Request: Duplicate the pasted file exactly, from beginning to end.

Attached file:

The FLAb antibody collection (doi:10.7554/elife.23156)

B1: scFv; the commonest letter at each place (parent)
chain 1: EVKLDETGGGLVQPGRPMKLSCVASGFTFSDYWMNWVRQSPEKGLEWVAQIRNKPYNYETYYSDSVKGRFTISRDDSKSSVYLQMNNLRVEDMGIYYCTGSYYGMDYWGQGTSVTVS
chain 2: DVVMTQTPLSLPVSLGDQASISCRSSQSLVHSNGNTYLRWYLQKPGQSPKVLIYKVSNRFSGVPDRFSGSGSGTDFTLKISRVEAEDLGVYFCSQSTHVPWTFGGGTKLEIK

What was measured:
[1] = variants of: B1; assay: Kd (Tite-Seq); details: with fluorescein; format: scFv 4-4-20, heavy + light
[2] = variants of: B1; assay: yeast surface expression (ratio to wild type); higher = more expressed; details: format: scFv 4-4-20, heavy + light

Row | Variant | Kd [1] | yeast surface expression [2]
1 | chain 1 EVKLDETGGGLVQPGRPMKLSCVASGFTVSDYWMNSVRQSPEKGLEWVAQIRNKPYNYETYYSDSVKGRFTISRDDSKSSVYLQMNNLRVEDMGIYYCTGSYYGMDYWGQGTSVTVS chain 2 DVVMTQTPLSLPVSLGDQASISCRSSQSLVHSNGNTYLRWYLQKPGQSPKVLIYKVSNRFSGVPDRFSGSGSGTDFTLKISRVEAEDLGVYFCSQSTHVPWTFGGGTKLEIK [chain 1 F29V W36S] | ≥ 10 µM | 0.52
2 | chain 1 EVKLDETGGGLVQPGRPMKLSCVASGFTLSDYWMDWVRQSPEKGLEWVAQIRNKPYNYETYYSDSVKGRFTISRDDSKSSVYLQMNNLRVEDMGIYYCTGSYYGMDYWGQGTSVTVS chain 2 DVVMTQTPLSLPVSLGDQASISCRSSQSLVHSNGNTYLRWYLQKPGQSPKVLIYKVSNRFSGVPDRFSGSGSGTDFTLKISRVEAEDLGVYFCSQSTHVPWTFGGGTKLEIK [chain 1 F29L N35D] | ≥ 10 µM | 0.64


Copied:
The FLAb antibody collection (doi:10.7554/elife.23156)

B1: scFv; the commonest letter at each place (parent)
chain 1: EVKLDETGGGLVQPGRPMKLSCVASGFTFSDYWMNWVRQSPEKGLEWVAQIRNKPYNYETYYSDSVKGRFTISRDDSKSSVYLQMNNLRVEDMGIYYCTGSYYGMDYWGQGTSVTVS
chain 2: DVVMTQTPLSLPVSLGDQASISCRSSQSLVHSNGNTYLRWYLQKPGQSPKVLIYKVSNRFSGVPDRFSGSGSGTDFTLKISRVEAEDLGVYFCSQSTHVPWTFGGGTKLEIK

What was measured:
[1] = variants of: B1; assay: Kd (Tite-Seq); details: with fluorescein; format: scFv 4-4-20, heavy + light
[2] = variants of: B1; assay: yeast surface expression (ratio to wild type); higher = more expressed; details: format: scFv 4-4-20, heavy + light

Row | Variant | Kd [1] | yeast surface expression [2]
1 | chain 1 EVKLDETGGGLVQPGRPMKLSCVASGFTVSDYWMNSVRQSPEKGLEWVAQIRNKPYNYETYYSDSVKGRFTISRDDSKSSVYLQMNNLRVEDMGIYYCTGSYYGMDYWGQGTSVTVS chain 2 DVVMTQTPLSLPVSLGDQASISCRSSQSLVHSNGNTYLRWYLQKPGQSPKVLIYKVSNRFSGVPDRFSGSGSGTDFTLKISRVEAEDLGVYFCSQSTHVPWTFGGGTKLEIK [chain 1 F29V W36S] | ≥ 10 µM | 0.52
2 | chain 1 EVKLDETGGGLVQPGRPMKLSCVASGFTLSDYWMDWVRQSPEKGLEWVAQIRNKPYNYETYYSDSVKGRFTISRDDSKSSVYLQMNNLRVEDMGIYYCTGSYYGMDYWGQGTSVTVS chain 2 DVVMTQTPLSLPVSLGDQASISCRSSQSLVHSNGNTYLRWYLQKPGQSPKVLIYKVSNRFSGVPDRFSGSGSGTDFTLKISRVEAEDLGVYFCSQSTHVPWTFGGGTKLEIK [chain 1 F29L N35D] | ≥ 10 µM | 0.64